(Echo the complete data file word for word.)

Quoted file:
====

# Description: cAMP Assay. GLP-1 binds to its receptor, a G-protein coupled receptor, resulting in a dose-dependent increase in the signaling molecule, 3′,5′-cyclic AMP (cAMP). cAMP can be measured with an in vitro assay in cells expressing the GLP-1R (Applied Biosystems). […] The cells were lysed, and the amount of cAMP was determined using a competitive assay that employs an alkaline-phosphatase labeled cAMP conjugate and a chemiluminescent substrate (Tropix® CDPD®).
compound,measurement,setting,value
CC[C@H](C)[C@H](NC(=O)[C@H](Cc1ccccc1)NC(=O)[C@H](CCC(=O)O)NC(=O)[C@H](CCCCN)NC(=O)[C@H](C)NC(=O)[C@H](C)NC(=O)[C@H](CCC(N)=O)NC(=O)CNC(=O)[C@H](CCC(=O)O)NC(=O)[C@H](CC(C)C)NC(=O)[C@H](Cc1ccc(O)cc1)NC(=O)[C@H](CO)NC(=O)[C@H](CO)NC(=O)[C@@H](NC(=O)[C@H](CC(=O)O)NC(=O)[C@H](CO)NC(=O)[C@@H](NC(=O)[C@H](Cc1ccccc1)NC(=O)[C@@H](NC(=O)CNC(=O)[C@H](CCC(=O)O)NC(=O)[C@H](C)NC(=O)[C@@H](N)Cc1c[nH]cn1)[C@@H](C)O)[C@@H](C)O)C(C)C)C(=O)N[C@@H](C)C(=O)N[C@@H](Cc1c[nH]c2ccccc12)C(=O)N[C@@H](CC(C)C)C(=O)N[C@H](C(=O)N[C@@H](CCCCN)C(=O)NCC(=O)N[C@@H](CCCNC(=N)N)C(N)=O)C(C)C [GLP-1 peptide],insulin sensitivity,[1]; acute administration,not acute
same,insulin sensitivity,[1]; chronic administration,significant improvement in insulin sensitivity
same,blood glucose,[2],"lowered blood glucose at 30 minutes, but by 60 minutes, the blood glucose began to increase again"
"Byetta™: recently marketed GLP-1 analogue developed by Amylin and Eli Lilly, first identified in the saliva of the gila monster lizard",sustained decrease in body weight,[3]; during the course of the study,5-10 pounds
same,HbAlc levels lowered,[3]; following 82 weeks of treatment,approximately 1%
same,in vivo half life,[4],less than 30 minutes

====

# Description: cAMP Assay. GLP-1 binds to its receptor, a G-protein coupled receptor, resulting in a dose-dependent increase in the signaling molecule, 3′,5′-cyclic AMP (cAMP). cAMP can be measured with an in vitro assay in cells expressing the GLP-1R (Applied Biosystems). […] The cells were lysed, and the amount of cAMP was determined using a competitive assay that employs an alkaline-phosphatase labeled cAMP conjugate and a chemiluminescent substrate (Tropix® CDPD®).
compound,measurement,setting,value
CC[C@H](C)[C@H](NC(=O)[C@H](Cc1ccccc1)NC(=O)[C@H](CCC(=O)O)NC(=O)[C@H](CCCCN)NC(=O)[C@H](C)NC(=O)[C@H](C)NC(=O)[C@H](CCC(N)=O)NC(=O)CNC(=O)[C@H](CCC(=O)O)NC(=O)[C@H](CC(C)C)NC(=O)[C@H](Cc1ccc(O)cc1)NC(=O)[C@H](CO)NC(=O)[C@H](CO)NC(=O)[C@@H](NC(=O)[C@H](CC(=O)O)NC(=O)[C@H](CO)NC(=O)[C@@H](NC(=O)[C@H](Cc1ccccc1)NC(=O)[C@@H](NC(=O)CNC(=O)[C@H](CCC(=O)O)NC(=O)[C@H](C)NC(=O)[C@@H](N)Cc1c[nH]cn1)[C@@H](C)O)[C@@H](C)O)C(C)C)C(=O)N[C@@H](C)C(=O)N[C@@H](Cc1c[nH]c2ccccc12)C(=O)N[C@@H](CC(C)C)C(=O)N[C@H](C(=O)N[C@@H](CCCCN)C(=O)NCC(=O)N[C@@H](CCCNC(=N)N)C(N)=O)C(C)C [GLP-1 peptide],insulin sensitivity,[1]; acute administration,not acute
same,insulin sensitivity,[1]; chronic administration,significant improvement in insulin sensitivity
same,blood glucose,[2],"lowered blood glucose at 30 minutes, but by 60 minutes, the blood glucose began to increase again"
"Byetta™: recently marketed GLP-1 analogue developed by Amylin and Eli Lilly, first identified in the saliva of the gila monster lizard",sustained decrease in body weight,[3]; during the course of the study,5-10 pounds
same,HbAlc levels lowered,[3]; following 82 weeks of treatment,approximately 1%
same,in vivo half life,[4],less than 30 minutes